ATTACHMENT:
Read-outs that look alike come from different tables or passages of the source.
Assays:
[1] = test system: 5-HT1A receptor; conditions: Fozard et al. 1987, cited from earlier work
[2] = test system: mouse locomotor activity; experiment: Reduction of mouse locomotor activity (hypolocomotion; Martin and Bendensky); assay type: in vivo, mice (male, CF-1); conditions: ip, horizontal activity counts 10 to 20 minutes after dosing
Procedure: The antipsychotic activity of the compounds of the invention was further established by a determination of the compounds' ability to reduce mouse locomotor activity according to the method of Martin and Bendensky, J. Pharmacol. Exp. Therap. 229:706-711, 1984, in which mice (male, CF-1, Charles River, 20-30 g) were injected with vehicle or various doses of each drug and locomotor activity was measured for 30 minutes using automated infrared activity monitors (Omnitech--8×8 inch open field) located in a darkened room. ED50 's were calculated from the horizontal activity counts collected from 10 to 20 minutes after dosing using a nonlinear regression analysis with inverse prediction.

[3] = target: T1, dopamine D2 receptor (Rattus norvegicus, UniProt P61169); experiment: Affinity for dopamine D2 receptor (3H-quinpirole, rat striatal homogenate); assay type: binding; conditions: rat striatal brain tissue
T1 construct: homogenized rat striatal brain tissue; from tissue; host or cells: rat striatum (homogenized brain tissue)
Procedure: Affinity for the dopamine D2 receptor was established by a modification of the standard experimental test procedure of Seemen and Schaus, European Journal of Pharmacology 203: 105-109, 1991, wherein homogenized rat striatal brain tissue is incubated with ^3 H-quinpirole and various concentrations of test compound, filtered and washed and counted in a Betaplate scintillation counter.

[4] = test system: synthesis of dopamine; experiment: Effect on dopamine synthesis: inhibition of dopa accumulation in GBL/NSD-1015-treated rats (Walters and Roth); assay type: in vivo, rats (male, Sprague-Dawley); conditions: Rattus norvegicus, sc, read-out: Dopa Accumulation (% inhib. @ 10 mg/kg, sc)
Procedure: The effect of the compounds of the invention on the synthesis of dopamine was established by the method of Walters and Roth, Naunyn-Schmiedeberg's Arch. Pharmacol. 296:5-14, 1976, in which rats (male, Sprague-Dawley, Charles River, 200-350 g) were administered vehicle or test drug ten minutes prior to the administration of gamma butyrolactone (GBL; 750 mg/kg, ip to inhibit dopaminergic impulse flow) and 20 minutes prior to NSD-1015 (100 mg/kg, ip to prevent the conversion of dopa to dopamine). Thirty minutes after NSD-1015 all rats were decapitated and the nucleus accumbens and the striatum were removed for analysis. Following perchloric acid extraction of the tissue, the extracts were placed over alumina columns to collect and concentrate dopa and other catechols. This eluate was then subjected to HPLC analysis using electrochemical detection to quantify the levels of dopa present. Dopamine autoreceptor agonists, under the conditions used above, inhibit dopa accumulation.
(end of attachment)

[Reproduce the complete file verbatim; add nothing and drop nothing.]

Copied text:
Read-outs that look alike come from different tables or passages of the source.
Assays:
[1] = test system: 5-HT1A receptor; conditions: Fozard et al. 1987, cited from earlier work
[2] = test system: mouse locomotor activity; experiment: Reduction of mouse locomotor activity (hypolocomotion; Martin and Bendensky); assay type: in vivo, mice (male, CF-1); conditions: ip, horizontal activity counts 10 to 20 minutes after dosing
Procedure: The antipsychotic activity of the compounds of the invention was further established by a determination of the compounds' ability to reduce mouse locomotor activity according to the method of Martin and Bendensky, J. Pharmacol. Exp. Therap. 229:706-711, 1984, in which mice (male, CF-1, Charles River, 20-30 g) were injected with vehicle or various doses of each drug and locomotor activity was measured for 30 minutes using automated infrared activity monitors (Omnitech--8×8 inch open field) located in a darkened room. ED50 's were calculated from the horizontal activity counts collected from 10 to 20 minutes after dosing using a nonlinear regression analysis with inverse prediction.

[3] = target: T1, dopamine D2 receptor (Rattus norvegicus, UniProt P61169); experiment: Affinity for dopamine D2 receptor (3H-quinpirole, rat striatal homogenate); assay type: binding; conditions: rat striatal brain tissue
T1 construct: homogenized rat striatal brain tissue; from tissue; host or cells: rat striatum (homogenized brain tissue)
Procedure: Affinity for the dopamine D2 receptor was established by a modification of the standard experimental test procedure of Seemen and Schaus, European Journal of Pharmacology 203: 105-109, 1991, wherein homogenized rat striatal brain tissue is incubated with ^3 H-quinpirole and various concentrations of test compound, filtered and washed and counted in a Betaplate scintillation counter.

[4] = test system: synthesis of dopamine; experiment: Effect on dopamine synthesis: inhibition of dopa accumulation in GBL/NSD-1015-treated rats (Walters and Roth); assay type: in vivo, rats (male, Sprague-Dawley); conditions: Rattus norvegicus, sc, read-out: Dopa Accumulation (% inhib. @ 10 mg/kg, sc)
Procedure: The effect of the compounds of the invention on the synthesis of dopamine was established by the method of Walters and Roth, Naunyn-Schmiedeberg's Arch. Pharmacol. 296:5-14, 1976, in which rats (male, Sprague-Dawley, Charles River, 200-350 g) were administered vehicle or test drug ten minutes prior to the administration of gamma butyrolactone (GBL; 750 mg/kg, ip to inhibit dopaminergic impulse flow) and 20 minutes prior to NSD-1015 (100 mg/kg, ip to prevent the conversion of dopa to dopamine). Thirty minutes after NSD-1015 all rats were decapitated and the nucleus accumbens and the striatum were removed for analysis. Following perchloric acid extraction of the tissue, the extracts were placed over alumina columns to collect and concentrate dopa and other catechols. This eluate was then subjected to HPLC analysis using electrochemical detection to quantify the levels of dopa present. Dopamine autoreceptor agonists, under the conditions used above, inhibit dopa accumulation.